Books & More from the Teen Scene

Book reviews and other reflections from one of Oregon's young adult librarians

“Vivian Apple at the End of the World” by Katie Coyle May 26, 2015

Filed under: Books,Fiction,Science Fiction,Young Adult — hilariouslibrarian @ 8:40 am
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The Facts

Vivan Apple at the End of the World cover

Images courtesy of GoodReads.com

262 pages; published January 2015

The Basics

Vivian Apple’s parents are gone, apparently taken up by the rapture predicted by the oddly powerful Church of America. Those left behind are facing an increasingly dysfunctional society and devastating natural disasters. But Vivian isn’t content to just wait for the end of the world. She sets out to do something about it.

The Booktalk

When an evangelical doomsday cult won the hearts and minds of her parents, neighbors, and most of America, Vivian Apple didn’t believe. When the Church of America declared the date on which the rapture would take place, Vivian Apple didn’t believe and went to a party instead. Now that her parents are gone, leaving behind only two holes in the roof, and all the non-Raptured are running scared as they await the apocalypse, Vivian Apple still isn’t buying it. With the thinnest of justifications – a strange late-night phone call, a feeling, and a rumor – she persuades her best friend and a complete stranger to join her on a wild road trip across what is left of America in search of the truth.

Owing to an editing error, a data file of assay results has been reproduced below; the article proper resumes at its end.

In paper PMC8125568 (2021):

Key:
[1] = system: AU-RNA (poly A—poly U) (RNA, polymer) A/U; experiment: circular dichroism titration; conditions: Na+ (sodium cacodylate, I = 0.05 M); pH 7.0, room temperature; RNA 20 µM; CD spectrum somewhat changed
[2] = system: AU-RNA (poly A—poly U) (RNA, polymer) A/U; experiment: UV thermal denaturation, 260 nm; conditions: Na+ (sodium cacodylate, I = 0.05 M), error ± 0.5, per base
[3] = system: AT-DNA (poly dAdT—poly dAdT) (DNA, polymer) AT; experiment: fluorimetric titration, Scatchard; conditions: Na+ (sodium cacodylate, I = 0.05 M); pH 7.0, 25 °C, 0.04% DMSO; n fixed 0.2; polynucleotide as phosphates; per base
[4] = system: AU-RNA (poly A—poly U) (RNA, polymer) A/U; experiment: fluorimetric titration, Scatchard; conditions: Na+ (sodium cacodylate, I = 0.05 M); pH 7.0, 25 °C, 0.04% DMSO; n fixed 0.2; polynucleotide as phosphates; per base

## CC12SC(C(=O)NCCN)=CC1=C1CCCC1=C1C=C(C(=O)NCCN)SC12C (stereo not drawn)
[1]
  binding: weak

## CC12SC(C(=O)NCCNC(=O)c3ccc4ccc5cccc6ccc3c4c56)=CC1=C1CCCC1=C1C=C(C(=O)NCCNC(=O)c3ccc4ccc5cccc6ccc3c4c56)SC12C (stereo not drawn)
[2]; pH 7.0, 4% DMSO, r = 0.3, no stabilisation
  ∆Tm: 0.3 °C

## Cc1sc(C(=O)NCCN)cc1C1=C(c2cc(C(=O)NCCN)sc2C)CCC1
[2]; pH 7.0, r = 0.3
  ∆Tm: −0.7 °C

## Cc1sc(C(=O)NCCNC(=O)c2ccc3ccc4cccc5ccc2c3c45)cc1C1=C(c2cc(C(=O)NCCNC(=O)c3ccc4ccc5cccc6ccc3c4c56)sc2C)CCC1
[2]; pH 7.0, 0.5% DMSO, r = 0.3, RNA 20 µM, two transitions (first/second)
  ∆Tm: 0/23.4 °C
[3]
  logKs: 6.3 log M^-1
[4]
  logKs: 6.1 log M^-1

Random Thoughts …

  • I can’t say the book is funny, because the circumstances are really horrific, but it is amusing and weirdly light-hearted.
  • I dare you not to fall in love with Vivian and her friends, despite their many flaws.
  • The amusing romp is good cover for a lot of biting social commentary – about people’s gullibility, marketing, desperation, and hypocrisy. It would make an interesting teen book club selection.

But Wait, There’s More!

  • A sequel, Vivian Apple Needs a Miracle, will be released in the U.S. in September 2015. I will be first in line to enjoy it!

I’ll Recommend This To …

  • Readers fascinated by cults, particularly quasi-Christian doomsday cults
  • Teens with sophisticated senses of humor
  • Fans of apocalyptic fiction
  • People who enjoy quirky characters and fast action
 

“Silent Alarm” by Jennifer Banash April 21, 2015

Filed under: Books,Fiction,Realistic,Young Adult — hilariouslibrarian @ 11:40 am
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Images courtesy of GoodReads.com

The Facts

336 pages; published March 2015

The Basics

When the gunshots start down the hall, Alys doesn’t even understand what is happening at first. She understand even less when she finds herself in the school library, victims bleeding at her feet, and looking down the barrel of the shotgun into the eyes of her beloved brother. He greets her. Turns. And shoots the girl next to her. In the end, he also shoots himself – leaving Alys to face a world shattered by violence, hatred, and grief.

The Review

This book is terrible to read, yet impossible to put down. Banash has tapped into a fear plaguing anyone who is or has a child in school these days – that the next school shooting will happen in a hallway near you. Then, she reaches deeper and taps into a fear no one wants to admit to – that their friend, their child, or even themselves – could be “the one.”